Penn State researchers find two potential concussion treatments
Despite all the recent studies on concussions and new gadgets designed to help identify brain injuries when they happen, one thing hasn’t changed regarding concussions – the treatment. People who experience mild traumatic brain injuries are still told to rest and gradually return to activity as their symptoms subside. Other than that, there is currently little to no way to “treat” a concussion.
This may be starting to change, however, as researchers from Penn State say they’ve found two new potential ways to speed up and improve concussion recoveries.
In a set of two separate studies from the university, researchers claim that a specialized cooling helmet and an oral supplement made from pine bark extract may help reduce symptoms, improve mental function, and speed healing after a concussion.
“Currently there are no clinically validated tools or procedures to treat concussive injury,” said Semyon Slobounov, professor of kinesiology and an author of the studies. “The results of these studies provide some preliminary evidence that concussive brains may benefit from science-based treatment, such as brain cooling and the use of a new supplement.”
In the first study, Slobounov and colleagues tested an FDA-approved cooling helmet called the WELkins Temperature Management System to determine if lowering temperature around the brain had a noticeable effect on athletes with concussions. They used the device on 24 athletes, half of which had been diagnosed with a concussion. The team then compared MRI scans from before and after using the device to measure its effectiveness.
The helmet is made up of a portable cooling unit, tubing, and a washable nylon head covering designed. When an ice cartridge made of water and propylene glycol is inserted into the unit, the device can chill the head to approximately 50 degrees Fahrenheit in as little as 15 minutes.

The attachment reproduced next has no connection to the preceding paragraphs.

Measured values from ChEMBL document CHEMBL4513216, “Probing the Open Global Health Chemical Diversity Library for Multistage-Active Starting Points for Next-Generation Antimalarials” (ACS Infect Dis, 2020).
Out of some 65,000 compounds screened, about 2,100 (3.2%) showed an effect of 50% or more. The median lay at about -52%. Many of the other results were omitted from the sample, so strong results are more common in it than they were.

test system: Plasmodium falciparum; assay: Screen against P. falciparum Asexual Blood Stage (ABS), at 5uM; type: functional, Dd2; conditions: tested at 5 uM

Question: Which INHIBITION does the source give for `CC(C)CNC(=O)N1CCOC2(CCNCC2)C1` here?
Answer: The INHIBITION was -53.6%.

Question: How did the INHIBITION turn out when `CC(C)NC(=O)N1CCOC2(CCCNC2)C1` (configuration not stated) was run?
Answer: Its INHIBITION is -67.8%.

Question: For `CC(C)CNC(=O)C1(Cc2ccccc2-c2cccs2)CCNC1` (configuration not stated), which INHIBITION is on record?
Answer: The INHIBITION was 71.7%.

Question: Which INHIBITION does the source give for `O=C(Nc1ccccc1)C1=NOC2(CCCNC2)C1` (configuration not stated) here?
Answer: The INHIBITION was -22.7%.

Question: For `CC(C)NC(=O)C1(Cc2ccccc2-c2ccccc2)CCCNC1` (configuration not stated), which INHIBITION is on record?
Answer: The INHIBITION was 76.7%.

According to the report in the journal Brain Imaging and Behavior, the concussed participants reported temporary relief from symptoms like dizziness, nausea, and memory difficulties. The MRI scans also showed increased blood flow to the brain after using the cooling helmet.
“This study suggests that compromised brain functioning in the acute phase of injury could be temporarily restored with brain cooling,” Slobounov said.
In the second study, published in the journal Developmental Neuropsychology, the researchers examined an oral supplement called Enzogenol (ENZO) made from the bark of New Zealand grown pine trees and extracted using a specialized system.
Slobounov’s team administered the supplement to 21 student-athletes in various stages of concussion recovery, ranging from immediately after diagnosis to months after the injury. Another 21 student-athletes with recent sports-related concussions were given a placebo for comparison.
The participants underwent preliminary testing using virtual reality and electroencephalography (EEG) before and after being instructed to take the supplement or placebo for six weeks.
The team says that those who were administered ENZO showed signs of decreased mental fatigue, which indicates the supplement could help improve brain functioning following the injury. However, Slobounov admits the hunt for an effective direct treatment for concussions is still in the very early stages.